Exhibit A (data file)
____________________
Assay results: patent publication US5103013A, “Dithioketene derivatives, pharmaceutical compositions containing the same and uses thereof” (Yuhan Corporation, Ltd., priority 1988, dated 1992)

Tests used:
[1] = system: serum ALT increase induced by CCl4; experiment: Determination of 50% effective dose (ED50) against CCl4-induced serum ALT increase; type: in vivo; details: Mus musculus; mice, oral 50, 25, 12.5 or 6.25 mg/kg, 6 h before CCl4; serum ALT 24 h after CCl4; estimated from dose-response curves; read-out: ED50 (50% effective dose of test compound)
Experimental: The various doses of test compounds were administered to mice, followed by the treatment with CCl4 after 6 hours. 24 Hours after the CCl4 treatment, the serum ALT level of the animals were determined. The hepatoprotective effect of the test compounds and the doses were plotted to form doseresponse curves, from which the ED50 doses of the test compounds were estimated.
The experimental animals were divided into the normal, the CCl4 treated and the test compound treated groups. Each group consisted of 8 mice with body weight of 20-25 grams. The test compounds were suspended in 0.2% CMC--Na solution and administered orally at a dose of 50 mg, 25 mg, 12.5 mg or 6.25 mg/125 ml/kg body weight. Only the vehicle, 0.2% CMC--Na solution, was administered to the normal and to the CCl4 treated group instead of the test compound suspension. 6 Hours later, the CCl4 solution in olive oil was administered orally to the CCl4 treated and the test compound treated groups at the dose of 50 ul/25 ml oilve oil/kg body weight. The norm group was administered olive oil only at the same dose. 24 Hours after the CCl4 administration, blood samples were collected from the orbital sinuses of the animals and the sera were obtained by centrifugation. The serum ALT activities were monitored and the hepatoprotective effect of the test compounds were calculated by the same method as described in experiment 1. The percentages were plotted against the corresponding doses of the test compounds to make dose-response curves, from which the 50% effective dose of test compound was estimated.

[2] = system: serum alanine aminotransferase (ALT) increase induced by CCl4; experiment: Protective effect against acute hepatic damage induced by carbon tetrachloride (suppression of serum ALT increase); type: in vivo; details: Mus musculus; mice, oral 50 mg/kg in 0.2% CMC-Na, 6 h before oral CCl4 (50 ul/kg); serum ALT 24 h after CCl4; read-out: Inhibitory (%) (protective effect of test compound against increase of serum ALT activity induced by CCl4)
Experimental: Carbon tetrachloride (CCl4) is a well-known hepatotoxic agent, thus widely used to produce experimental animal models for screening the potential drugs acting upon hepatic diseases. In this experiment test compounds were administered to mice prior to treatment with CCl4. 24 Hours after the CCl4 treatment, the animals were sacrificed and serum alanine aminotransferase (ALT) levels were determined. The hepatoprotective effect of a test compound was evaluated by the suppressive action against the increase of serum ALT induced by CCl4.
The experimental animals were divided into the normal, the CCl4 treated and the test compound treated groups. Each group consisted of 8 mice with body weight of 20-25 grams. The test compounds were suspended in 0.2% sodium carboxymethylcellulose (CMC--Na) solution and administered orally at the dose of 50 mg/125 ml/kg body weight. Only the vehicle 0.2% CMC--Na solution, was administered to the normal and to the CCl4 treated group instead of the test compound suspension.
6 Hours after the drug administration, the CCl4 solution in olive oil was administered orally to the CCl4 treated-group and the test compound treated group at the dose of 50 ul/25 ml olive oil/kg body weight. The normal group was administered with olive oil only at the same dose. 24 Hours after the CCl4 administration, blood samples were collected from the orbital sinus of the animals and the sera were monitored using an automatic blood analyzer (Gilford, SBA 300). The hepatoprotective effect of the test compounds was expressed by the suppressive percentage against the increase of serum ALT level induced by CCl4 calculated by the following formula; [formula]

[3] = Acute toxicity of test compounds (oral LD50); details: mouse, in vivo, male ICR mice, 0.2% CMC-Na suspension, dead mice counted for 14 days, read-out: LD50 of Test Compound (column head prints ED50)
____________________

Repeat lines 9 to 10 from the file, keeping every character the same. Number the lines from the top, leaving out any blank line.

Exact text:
6 Hours after the drug administration, the CCl4 solution in olive oil was administered orally to the CCl4 treated-group and the test compound treated group at the dose of 50 ul/25 ml olive oil/kg body weight. The normal group was administered with olive oil only at the same dose. 24 Hours after the CCl4 administration, blood samples were collected from the orbital sinus of the animals and the sera were monitored using an automatic blood analyzer (Gilford, SBA 300). The hepatoprotective effect of the test compounds was expressed by the suppressive percentage against the increase of serum ALT level induced by CCl4 calculated by the following formula; [formula]

[3] = Acute toxicity of test compounds (oral LD50); details: mouse, in vivo, male ICR mice, 0.2% CMC-Na suspension, dead mice counted for 14 days, read-out: LD50 of Test Compound (column head prints ED50)